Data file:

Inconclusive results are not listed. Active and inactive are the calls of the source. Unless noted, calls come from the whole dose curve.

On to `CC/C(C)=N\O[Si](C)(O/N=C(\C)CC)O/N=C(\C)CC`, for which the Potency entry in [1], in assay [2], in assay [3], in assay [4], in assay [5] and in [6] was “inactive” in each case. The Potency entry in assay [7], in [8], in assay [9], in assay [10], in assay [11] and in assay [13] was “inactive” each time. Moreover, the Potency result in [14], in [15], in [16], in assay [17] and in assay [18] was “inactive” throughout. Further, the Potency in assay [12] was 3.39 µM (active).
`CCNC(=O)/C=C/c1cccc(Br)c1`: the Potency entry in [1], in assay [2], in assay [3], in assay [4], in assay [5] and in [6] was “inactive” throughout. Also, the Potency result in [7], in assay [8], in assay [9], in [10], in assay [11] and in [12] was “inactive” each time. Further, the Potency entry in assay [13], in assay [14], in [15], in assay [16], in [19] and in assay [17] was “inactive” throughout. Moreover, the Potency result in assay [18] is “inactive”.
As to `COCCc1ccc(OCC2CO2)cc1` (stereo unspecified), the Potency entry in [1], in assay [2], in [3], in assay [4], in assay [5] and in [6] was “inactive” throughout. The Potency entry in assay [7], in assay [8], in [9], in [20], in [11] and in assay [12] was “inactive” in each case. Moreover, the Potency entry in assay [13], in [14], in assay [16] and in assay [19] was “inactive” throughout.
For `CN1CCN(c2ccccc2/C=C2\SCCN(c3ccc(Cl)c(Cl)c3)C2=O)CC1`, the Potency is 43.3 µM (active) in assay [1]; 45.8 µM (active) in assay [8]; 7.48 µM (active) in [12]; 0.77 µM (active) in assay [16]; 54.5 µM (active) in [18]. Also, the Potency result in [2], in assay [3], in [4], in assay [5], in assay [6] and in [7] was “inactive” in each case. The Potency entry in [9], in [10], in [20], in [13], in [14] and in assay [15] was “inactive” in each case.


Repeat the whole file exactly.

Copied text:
Inconclusive results are not listed. Active and inactive are the calls of the source. Unless noted, calls come from the whole dose curve.

On to `CC/C(C)=N\O[Si](C)(O/N=C(\C)CC)O/N=C(\C)CC`, for which the Potency entry in [1], in assay [2], in assay [3], in assay [4], in assay [5] and in [6] was “inactive” in each case. The Potency entry in assay [7], in [8], in assay [9], in assay [10], in assay [11] and in assay [13] was “inactive” each time. Moreover, the Potency result in [14], in [15], in [16], in assay [17] and in assay [18] was “inactive” throughout. Further, the Potency in assay [12] was 3.39 µM (active).
`CCNC(=O)/C=C/c1cccc(Br)c1`: the Potency entry in [1], in assay [2], in assay [3], in assay [4], in assay [5] and in [6] was “inactive” throughout. Also, the Potency result in [7], in assay [8], in assay [9], in [10], in assay [11] and in [12] was “inactive” each time. Further, the Potency entry in assay [13], in assay [14], in [15], in assay [16], in [19] and in assay [17] was “inactive” throughout. Moreover, the Potency result in assay [18] is “inactive”.
As to `COCCc1ccc(OCC2CO2)cc1` (stereo unspecified), the Potency entry in [1], in assay [2], in [3], in assay [4], in assay [5] and in [6] was “inactive” throughout. The Potency entry in assay [7], in assay [8], in [9], in [20], in [11] and in assay [12] was “inactive” in each case. Moreover, the Potency entry in assay [13], in [14], in assay [16] and in assay [19] was “inactive” throughout.
For `CN1CCN(c2ccccc2/C=C2\SCCN(c3ccc(Cl)c(Cl)c3)C2=O)CC1`, the Potency is 43.3 µM (active) in assay [1]; 45.8 µM (active) in assay [8]; 7.48 µM (active) in [12]; 0.77 µM (active) in assay [16]; 54.5 µM (active) in [18]. Also, the Potency result in [2], in assay [3], in [4], in assay [5], in assay [6] and in [7] was “inactive” in each case. The Potency entry in [9], in [10], in [20], in [13], in [14] and in assay [15] was “inactive” in each case.